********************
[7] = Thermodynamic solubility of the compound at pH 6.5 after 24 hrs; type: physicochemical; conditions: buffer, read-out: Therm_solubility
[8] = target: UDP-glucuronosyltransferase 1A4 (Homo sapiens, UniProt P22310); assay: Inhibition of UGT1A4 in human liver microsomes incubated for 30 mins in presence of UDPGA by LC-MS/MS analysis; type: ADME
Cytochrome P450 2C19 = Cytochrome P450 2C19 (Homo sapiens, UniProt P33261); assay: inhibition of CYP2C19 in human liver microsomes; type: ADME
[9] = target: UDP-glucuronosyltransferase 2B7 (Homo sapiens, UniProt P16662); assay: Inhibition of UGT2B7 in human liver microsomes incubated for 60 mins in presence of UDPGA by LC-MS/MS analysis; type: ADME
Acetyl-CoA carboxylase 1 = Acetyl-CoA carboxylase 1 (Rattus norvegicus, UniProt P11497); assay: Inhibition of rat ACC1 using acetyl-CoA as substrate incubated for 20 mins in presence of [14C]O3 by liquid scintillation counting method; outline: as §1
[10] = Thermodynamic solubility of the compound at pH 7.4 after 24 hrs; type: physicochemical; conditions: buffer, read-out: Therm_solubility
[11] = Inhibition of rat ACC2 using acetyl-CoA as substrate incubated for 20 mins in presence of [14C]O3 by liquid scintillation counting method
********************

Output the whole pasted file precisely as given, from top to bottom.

[7] = Thermodynamic solubility of the compound at pH 6.5 after 24 hrs; type: physicochemical; conditions: buffer, read-out: Therm_solubility
[8] = target: UDP-glucuronosyltransferase 1A4 (Homo sapiens, UniProt P22310); assay: Inhibition of UGT1A4 in human liver microsomes incubated for 30 mins in presence of UDPGA by LC-MS/MS analysis; type: ADME
Cytochrome P450 2C19 = Cytochrome P450 2C19 (Homo sapiens, UniProt P33261); assay: inhibition of CYP2C19 in human liver microsomes; type: ADME
[9] = target: UDP-glucuronosyltransferase 2B7 (Homo sapiens, UniProt P16662); assay: Inhibition of UGT2B7 in human liver microsomes incubated for 60 mins in presence of UDPGA by LC-MS/MS analysis; type: ADME
Acetyl-CoA carboxylase 1 = Acetyl-CoA carboxylase 1 (Rattus norvegicus, UniProt P11497); assay: Inhibition of rat ACC1 using acetyl-CoA as substrate incubated for 20 mins in presence of [14C]O3 by liquid scintillation counting method; outline: as §1
[10] = Thermodynamic solubility of the compound at pH 7.4 after 24 hrs; type: physicochemical; conditions: buffer, read-out: Therm_solubility
[11] = Inhibition of rat ACC2 using acetyl-CoA as substrate incubated for 20 mins in presence of [14C]O3 by liquid scintillation counting method